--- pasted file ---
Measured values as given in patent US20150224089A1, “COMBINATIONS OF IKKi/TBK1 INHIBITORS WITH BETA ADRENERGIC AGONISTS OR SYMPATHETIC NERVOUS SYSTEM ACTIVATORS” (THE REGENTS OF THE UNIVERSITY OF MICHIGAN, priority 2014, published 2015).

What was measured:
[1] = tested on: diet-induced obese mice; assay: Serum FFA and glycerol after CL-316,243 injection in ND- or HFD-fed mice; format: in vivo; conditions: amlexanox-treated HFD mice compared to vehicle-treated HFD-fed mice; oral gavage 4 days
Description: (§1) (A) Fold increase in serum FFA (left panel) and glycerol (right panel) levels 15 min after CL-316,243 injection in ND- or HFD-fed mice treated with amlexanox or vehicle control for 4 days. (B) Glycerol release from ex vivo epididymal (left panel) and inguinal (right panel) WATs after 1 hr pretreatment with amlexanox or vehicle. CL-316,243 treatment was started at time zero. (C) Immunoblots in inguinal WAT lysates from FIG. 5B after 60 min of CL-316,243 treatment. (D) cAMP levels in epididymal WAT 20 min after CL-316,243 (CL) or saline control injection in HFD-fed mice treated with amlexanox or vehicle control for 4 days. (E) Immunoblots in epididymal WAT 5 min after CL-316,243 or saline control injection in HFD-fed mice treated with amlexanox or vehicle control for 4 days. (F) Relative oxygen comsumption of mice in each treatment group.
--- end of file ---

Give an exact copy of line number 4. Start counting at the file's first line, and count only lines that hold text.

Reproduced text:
Description: (§1) (A) Fold increase in serum FFA (left panel) and glycerol (right panel) levels 15 min after CL-316,243 injection in ND- or HFD-fed mice treated with amlexanox or vehicle control for 4 days. (B) Glycerol release from ex vivo epididymal (left panel) and inguinal (right panel) WATs after 1 hr pretreatment with amlexanox or vehicle. CL-316,243 treatment was started at time zero. (C) Immunoblots in inguinal WAT lysates from FIG. 5B after 60 min of CL-316,243 treatment. (D) cAMP levels in epididymal WAT 20 min after CL-316,243 (CL) or saline control injection in HFD-fed mice treated with amlexanox or vehicle control for 4 days. (E) Immunoblots in epididymal WAT 5 min after CL-316,243 or saline control injection in HFD-fed mice treated with amlexanox or vehicle control for 4 days. (F) Relative oxygen comsumption of mice in each treatment group.